Thinking Green in the Far North

In its early decades The Beaver published articles that admired and celebrated the fauna and flora of the Far North.

Posted December 2, 2021

When The Beaver debuted in 1920, it introduced Canadians in the south to a northern world that seemed both exotic and bursting with economic potential.

At the time, most Canadians saw the North, with its abundant wildlife and resources, as a source of wealth to be exploited. The Hudson’s Bay Company — founder of The Beaver — had a vested interest in promoting this view, as its financial success was closely tied to harvesting beaver, mink, and other fur-bearers and selling the pelts for profit.

However, even in its early decades, The Beaver also published articles that admired and celebrated the fauna and flora of the region.

As decades passed, environmentalism slowly gained traction around the globe. By the 1970s, Canadians were growing increasingly concerned about protecting and preserving the country’s natural areas — especially the vast landscapes of northern Canada.

This new-found concern was increasingly reflected in the pages of The Beaver. In the Autumn 1976 issue, the magazine published an article, “Eleven Areas of Rare Diversity in the Canadian North,” by Carleton University biologist J.D.H. Lambert, that discussed the need to protect ecologically sensitive sites.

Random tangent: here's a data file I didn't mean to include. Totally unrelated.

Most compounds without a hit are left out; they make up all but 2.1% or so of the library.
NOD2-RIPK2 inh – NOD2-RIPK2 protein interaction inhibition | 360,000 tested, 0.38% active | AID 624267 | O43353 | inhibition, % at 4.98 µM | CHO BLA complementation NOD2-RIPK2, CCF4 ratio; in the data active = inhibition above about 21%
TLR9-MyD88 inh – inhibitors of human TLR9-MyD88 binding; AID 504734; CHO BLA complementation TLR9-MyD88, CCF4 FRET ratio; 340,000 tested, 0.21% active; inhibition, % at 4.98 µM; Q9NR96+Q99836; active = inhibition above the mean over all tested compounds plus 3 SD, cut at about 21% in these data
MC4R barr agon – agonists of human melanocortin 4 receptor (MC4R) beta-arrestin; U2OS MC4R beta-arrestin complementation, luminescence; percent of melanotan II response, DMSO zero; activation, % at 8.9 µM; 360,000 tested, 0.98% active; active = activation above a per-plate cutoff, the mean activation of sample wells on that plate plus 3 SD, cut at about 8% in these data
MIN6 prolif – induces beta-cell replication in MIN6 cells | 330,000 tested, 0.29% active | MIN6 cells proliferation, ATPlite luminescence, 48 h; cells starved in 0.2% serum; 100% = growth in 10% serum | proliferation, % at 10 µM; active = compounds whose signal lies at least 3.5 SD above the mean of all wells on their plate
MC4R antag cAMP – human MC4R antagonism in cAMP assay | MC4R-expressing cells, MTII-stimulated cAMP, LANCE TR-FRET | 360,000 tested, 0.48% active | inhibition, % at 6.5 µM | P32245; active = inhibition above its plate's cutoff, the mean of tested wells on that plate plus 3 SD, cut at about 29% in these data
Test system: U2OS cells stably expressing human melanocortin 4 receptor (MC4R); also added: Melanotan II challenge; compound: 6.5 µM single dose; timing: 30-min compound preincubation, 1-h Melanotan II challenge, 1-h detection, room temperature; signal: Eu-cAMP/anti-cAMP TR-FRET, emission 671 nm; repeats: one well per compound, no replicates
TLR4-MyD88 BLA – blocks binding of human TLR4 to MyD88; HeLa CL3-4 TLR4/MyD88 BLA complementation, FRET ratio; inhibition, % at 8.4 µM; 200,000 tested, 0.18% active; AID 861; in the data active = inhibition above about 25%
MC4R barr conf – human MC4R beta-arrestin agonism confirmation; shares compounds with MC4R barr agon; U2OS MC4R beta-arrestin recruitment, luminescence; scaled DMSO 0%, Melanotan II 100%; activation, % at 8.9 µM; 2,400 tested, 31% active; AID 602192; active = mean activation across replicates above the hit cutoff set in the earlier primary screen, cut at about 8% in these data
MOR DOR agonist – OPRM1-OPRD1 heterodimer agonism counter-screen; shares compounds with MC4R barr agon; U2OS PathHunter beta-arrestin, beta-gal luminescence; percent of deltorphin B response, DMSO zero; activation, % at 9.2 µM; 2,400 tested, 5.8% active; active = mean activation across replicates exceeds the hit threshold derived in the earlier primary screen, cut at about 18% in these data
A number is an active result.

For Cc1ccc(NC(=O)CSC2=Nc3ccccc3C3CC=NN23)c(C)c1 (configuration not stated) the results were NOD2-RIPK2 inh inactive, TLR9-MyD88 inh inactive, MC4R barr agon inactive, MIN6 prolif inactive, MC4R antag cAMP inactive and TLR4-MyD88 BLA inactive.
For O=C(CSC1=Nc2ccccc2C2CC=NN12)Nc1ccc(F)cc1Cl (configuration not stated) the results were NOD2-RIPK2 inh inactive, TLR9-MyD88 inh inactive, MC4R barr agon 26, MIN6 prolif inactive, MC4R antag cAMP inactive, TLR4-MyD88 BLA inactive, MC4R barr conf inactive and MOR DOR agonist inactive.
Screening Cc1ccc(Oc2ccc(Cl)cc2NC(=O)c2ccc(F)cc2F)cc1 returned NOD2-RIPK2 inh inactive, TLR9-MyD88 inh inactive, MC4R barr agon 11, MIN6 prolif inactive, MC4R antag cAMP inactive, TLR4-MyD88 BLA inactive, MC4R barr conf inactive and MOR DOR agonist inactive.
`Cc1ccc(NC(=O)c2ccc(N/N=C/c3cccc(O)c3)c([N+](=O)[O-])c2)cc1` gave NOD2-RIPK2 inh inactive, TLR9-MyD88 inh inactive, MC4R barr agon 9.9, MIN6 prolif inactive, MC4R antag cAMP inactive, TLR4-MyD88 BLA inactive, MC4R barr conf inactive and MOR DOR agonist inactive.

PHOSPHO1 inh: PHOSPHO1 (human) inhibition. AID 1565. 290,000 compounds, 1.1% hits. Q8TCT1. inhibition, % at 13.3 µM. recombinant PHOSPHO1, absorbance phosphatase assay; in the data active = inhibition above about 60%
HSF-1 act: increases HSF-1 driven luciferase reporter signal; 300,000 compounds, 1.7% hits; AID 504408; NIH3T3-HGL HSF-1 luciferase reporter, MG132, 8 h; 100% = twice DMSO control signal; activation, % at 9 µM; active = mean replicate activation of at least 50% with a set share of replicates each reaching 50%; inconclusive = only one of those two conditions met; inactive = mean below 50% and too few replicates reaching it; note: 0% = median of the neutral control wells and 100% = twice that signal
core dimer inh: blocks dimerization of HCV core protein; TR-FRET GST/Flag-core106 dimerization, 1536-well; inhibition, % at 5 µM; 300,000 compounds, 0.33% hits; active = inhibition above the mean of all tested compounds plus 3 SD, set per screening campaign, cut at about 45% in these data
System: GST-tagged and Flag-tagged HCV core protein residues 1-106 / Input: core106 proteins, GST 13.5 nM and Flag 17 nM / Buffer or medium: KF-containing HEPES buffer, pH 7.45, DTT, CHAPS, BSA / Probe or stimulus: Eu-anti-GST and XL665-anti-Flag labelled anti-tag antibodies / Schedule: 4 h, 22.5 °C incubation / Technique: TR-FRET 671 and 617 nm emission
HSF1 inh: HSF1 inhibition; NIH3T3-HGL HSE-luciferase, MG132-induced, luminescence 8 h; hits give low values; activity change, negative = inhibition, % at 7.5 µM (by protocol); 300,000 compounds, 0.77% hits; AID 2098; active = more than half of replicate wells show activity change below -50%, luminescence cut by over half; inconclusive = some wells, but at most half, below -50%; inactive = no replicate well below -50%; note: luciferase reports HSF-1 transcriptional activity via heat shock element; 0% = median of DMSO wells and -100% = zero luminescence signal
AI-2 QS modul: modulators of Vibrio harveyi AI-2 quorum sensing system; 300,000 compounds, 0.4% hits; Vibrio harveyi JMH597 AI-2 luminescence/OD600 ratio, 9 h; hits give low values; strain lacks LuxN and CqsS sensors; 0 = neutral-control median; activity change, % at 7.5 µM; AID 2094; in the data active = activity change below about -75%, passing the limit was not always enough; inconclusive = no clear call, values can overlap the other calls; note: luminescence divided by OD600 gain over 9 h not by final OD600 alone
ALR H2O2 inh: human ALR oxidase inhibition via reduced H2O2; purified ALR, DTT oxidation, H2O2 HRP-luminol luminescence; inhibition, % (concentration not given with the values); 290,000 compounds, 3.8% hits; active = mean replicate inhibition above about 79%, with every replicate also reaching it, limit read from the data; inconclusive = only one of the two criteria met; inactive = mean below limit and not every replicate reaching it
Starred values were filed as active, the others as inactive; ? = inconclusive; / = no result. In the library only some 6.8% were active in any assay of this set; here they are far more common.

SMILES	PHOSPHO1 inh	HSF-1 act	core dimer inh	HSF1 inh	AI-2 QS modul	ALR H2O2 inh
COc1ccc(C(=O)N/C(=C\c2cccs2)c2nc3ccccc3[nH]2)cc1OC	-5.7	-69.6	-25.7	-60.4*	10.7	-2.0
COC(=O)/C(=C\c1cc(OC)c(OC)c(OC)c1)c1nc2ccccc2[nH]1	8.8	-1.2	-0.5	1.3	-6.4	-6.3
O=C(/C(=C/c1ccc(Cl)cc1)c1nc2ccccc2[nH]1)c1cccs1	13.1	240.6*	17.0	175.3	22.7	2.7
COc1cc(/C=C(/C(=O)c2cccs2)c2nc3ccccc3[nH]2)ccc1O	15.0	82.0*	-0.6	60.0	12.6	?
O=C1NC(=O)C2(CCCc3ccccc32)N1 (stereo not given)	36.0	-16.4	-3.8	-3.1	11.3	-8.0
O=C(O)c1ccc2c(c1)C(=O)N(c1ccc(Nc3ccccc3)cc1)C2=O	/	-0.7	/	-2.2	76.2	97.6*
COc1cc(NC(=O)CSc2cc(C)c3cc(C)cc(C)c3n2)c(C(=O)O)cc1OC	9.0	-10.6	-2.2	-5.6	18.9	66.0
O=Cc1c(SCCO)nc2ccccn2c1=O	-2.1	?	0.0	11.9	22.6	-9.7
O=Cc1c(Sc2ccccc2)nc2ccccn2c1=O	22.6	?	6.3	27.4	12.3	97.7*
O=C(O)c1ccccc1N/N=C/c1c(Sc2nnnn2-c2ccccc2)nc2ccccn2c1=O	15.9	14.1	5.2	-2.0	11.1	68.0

“The Canadian North contains rare plants and animals and combinations of species found nowhere else in the world,” Lambert wrote. “The need for protection of these areas may not always be recognized because of the vastness of the region.”

In his article, Lambert described eleven areas in need of protection, including Seymour Island, northwest of Bathurst Island in modern-day Nunavut, home to “the only known breeding site of the rare ivory gull in North America”; Expedition Fiord on Axel Heiberg Island, Nunavut, which “contains spectacular alpine and fiord scenery”; and Brooman Peninsula on Bathurst Island, home to archaeological evidence of two large Thule sites. (The Thule are the ancient ancestors of today’s Inuit.)

Lambert ended his article with an urgent call for governments to work together to protect Canada’s ecologically sensitive areas: “Recognition that, in certain areas, biological values outweigh all other values, must become an established consideration in the development of the North.”

The Canada’s History Archive featuring The Beaver, Canada’s History, and Kayak was made possible with the generous support of the Hudson’s Bay Company History Foundation. Please visit to read a century’s worth of stories.

This article originally appeared in the December 2021-January 2022 issue of Canada’s History.

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